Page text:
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The Bochum Team: Dr. Sergii Shydlovskyi, Dr. Semra Ince and Prof. Dr. Christian Herrmann (from left to right) © RUB, Marquard
A model of hGBP1 function. hGBP1 (top, left in two different representations) reacts with GTP and can follow two competing paths: left) anchoring to a vesicle and subsequent tethering to another vesicle (fluorescence image below); right) polymerization and subsequent disc formation with stacking (electron microscope image below). © Herrmann

#Asktheauthor: How proteins help fight pathogens

PNAS: 3 Questions to RESOLV scientist Christian Herrmann about his recent PNAS publication on hGBP1 mechanism.

1. What is the new discovery that you made?

In the human cell, the Guanylate Binding Protein 1 (hGBP1), is an active player against bacteria and viruses. Yet, its mechanism of action is poorly understood. We found that the function of hGBP1 is controlled by the molecular energy source Guanosine triphosphate GTP. When bound to other molecules (like the monophosphate GMP or the diphosphate GDP), the hGBP1 remains inactive in the cytosol. If hGBP1 binds to GTP, the structure of the protein changes such that the lipid anchor of hGBP1 (a farnesyl group at the C-terminus of hGBP1) becomes available for additional interactions, which depend on the environment. Away from membranes, the protein forms ring-like and cylindrical polymers with the farnesyl groups as a hydrophobic core. In the vicinity of a membrane, the lipid anchor becomes attached to it and further on leads to tethering of near membrane vesicles.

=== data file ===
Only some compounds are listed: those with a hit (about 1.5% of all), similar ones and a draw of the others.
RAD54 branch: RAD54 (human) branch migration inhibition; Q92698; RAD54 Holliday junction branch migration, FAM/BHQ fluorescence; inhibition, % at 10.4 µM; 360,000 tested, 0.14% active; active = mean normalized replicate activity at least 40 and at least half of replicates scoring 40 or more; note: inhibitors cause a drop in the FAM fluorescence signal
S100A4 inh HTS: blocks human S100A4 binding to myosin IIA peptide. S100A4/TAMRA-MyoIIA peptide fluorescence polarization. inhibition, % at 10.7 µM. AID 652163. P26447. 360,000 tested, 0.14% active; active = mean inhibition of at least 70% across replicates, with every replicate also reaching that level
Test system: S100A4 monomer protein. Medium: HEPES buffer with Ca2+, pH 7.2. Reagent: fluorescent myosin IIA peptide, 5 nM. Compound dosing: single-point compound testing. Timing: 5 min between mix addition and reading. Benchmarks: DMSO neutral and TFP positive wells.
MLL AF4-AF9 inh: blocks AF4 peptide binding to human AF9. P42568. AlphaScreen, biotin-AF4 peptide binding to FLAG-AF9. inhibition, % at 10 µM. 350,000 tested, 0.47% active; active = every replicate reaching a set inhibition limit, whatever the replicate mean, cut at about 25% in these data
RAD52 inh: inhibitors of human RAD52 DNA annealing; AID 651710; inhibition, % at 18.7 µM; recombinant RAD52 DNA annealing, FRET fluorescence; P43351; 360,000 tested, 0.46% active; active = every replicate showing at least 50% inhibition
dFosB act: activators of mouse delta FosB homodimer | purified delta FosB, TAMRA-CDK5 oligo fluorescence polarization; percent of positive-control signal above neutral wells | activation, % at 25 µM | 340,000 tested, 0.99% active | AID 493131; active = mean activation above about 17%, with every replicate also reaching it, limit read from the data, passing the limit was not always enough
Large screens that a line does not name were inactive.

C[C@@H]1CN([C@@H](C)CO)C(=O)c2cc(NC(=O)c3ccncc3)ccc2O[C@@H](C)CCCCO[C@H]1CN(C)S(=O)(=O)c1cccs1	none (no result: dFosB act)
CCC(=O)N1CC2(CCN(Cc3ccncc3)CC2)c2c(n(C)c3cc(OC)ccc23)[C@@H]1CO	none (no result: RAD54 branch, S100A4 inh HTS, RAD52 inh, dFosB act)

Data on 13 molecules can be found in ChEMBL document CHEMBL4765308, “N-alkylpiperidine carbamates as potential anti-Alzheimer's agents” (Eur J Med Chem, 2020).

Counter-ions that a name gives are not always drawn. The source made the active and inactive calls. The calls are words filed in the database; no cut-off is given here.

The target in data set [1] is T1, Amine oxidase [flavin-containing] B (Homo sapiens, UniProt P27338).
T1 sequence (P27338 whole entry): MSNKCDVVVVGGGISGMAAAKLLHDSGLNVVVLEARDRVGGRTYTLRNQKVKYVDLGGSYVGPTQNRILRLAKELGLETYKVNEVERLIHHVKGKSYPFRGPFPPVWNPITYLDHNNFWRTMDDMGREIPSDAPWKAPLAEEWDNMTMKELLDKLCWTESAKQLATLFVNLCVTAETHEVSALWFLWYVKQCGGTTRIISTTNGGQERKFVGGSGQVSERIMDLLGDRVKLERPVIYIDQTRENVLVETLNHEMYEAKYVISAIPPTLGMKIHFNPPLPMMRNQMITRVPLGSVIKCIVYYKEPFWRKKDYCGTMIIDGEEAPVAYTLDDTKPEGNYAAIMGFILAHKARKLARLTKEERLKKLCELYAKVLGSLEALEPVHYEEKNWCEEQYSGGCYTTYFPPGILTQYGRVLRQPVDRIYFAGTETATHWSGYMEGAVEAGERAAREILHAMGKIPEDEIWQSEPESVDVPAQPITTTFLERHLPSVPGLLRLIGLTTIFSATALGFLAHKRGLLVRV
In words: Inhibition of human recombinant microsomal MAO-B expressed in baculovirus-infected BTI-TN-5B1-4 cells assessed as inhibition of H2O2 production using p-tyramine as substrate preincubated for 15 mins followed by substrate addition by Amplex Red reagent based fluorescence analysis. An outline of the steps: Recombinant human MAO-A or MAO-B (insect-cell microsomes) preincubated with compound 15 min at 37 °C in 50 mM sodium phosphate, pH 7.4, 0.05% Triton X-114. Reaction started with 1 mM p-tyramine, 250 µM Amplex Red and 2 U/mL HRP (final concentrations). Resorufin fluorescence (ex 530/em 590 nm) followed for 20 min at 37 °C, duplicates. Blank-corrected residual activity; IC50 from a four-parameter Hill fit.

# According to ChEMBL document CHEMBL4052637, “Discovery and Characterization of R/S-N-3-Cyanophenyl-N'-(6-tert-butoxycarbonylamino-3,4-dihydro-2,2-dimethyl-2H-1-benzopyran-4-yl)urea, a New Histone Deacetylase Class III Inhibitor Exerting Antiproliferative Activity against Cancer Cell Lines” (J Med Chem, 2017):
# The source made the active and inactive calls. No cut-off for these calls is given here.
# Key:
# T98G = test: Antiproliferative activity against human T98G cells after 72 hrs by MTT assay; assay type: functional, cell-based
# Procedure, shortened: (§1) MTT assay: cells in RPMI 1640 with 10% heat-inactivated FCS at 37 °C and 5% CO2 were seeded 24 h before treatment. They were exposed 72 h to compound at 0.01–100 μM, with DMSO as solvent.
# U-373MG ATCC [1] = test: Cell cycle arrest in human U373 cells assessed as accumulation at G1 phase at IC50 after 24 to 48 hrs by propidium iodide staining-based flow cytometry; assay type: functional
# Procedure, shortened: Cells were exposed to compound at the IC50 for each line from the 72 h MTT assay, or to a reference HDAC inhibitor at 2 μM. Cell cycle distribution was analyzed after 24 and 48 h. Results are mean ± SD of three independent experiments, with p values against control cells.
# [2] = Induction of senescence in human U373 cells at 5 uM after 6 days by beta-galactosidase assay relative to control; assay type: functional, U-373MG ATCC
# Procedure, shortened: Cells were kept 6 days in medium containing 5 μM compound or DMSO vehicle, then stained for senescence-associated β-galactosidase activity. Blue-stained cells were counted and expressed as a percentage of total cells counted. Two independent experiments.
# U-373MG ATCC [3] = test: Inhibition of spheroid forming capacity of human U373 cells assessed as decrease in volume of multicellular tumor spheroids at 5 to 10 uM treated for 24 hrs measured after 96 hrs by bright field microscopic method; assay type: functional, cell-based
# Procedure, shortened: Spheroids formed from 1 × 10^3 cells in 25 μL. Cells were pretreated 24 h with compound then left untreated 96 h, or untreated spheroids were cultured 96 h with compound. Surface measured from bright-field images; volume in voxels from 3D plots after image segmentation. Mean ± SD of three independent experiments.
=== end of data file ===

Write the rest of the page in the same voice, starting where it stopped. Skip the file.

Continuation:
2. What is its significance?

In fighting pathogens, cells act by engulfing bacteria and viruses inside their membrane, forming a vesicle. The new vesicle then tethers and fuses with lysosomes, cellular organelles which provide the necessary enzymes to degrade the pathogen. The mechanism we hypothesized is a central part of the anti-pathogenic activity of hGBP1: We could show that hGBP1 uses the anchor to tether vesicles and could therefore be directly involved in the step before the fusion that leads to pathogen degradation. Based on our findings, in the future it may be possible to elucidate escape strategies of pathogens as well as to gain deeper understanding of specific pathogen defense.

3. Is this related to Solvation Science? If yes, how?

Yes. The lipid anchor switching response is most sensitive to changes of the solvent environment. For example, small changes of the salt concentration change dramatically polymer formation. But even changes in the protein structure (the basis of the molecular switching) are dependent on the salt concentration. In our future studies we want to find out which parts of the protein are responsible to make the system so sensitive to the solvent environment.

Link to RUB press release

Link to original publication

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